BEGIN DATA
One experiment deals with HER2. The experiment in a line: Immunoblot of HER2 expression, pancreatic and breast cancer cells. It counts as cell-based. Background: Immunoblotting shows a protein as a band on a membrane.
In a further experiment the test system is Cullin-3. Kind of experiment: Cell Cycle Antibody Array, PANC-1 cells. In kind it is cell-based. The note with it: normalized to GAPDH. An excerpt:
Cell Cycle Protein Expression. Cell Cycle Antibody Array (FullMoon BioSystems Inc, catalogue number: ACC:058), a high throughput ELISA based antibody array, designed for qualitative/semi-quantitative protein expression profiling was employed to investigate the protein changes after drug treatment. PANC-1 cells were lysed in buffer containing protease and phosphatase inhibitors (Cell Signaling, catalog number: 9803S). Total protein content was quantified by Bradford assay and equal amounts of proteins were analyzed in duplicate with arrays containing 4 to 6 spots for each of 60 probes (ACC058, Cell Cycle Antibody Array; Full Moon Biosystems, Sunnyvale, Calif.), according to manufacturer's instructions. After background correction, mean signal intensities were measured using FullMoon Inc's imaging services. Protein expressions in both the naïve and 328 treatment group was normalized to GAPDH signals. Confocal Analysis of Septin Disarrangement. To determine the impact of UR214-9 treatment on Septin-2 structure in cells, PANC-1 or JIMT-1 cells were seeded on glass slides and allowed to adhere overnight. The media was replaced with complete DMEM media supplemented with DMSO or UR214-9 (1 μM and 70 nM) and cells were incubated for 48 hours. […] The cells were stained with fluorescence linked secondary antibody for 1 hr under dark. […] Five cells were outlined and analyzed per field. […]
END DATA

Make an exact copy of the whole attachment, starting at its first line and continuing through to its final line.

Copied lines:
One experiment deals with HER2. The experiment in a line: Immunoblot of HER2 expression, pancreatic and breast cancer cells. It counts as cell-based. Background: Immunoblotting shows a protein as a band on a membrane.
In a further experiment the test system is Cullin-3. Kind of experiment: Cell Cycle Antibody Array, PANC-1 cells. In kind it is cell-based. The note with it: normalized to GAPDH. An excerpt:
Cell Cycle Protein Expression. Cell Cycle Antibody Array (FullMoon BioSystems Inc, catalogue number: ACC:058), a high throughput ELISA based antibody array, designed for qualitative/semi-quantitative protein expression profiling was employed to investigate the protein changes after drug treatment. PANC-1 cells were lysed in buffer containing protease and phosphatase inhibitors (Cell Signaling, catalog number: 9803S). Total protein content was quantified by Bradford assay and equal amounts of proteins were analyzed in duplicate with arrays containing 4 to 6 spots for each of 60 probes (ACC058, Cell Cycle Antibody Array; Full Moon Biosystems, Sunnyvale, Calif.), according to manufacturer's instructions. After background correction, mean signal intensities were measured using FullMoon Inc's imaging services. Protein expressions in both the naïve and 328 treatment group was normalized to GAPDH signals. Confocal Analysis of Septin Disarrangement. To determine the impact of UR214-9 treatment on Septin-2 structure in cells, PANC-1 or JIMT-1 cells were seeded on glass slides and allowed to adhere overnight. The media was replaced with complete DMEM media supplemented with DMSO or UR214-9 (1 μM and 70 nM) and cells were incubated for 48 hours. […] The cells were stained with fluorescence linked secondary antibody for 1 hr under dark. […] Five cells were outlined and analyzed per field. […]